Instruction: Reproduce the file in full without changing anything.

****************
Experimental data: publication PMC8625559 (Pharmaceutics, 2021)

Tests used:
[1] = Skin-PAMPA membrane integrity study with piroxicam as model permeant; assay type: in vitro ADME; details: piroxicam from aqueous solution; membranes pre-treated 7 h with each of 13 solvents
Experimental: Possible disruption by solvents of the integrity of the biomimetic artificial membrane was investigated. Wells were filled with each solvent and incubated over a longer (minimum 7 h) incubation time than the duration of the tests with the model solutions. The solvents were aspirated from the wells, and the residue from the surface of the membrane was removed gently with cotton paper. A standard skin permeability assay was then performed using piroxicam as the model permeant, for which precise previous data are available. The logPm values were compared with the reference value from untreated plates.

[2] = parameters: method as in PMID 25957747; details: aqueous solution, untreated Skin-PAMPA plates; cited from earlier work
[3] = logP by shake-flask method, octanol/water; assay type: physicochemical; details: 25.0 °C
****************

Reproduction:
Experimental data: publication PMC8625559 (Pharmaceutics, 2021)

Tests used:
[1] = Skin-PAMPA membrane integrity study with piroxicam as model permeant; assay type: in vitro ADME; details: piroxicam from aqueous solution; membranes pre-treated 7 h with each of 13 solvents
Experimental: Possible disruption by solvents of the integrity of the biomimetic artificial membrane was investigated. Wells were filled with each solvent and incubated over a longer (minimum 7 h) incubation time than the duration of the tests with the model solutions. The solvents were aspirated from the wells, and the residue from the surface of the membrane was removed gently with cotton paper. A standard skin permeability assay was then performed using piroxicam as the model permeant, for which precise previous data are available. The logPm values were compared with the reference value from untreated plates.

[2] = parameters: method as in PMID 25957747; details: aqueous solution, untreated Skin-PAMPA plates; cited from earlier work
[3] = logP by shake-flask method, octanol/water; assay type: physicochemical; details: 25.0 °C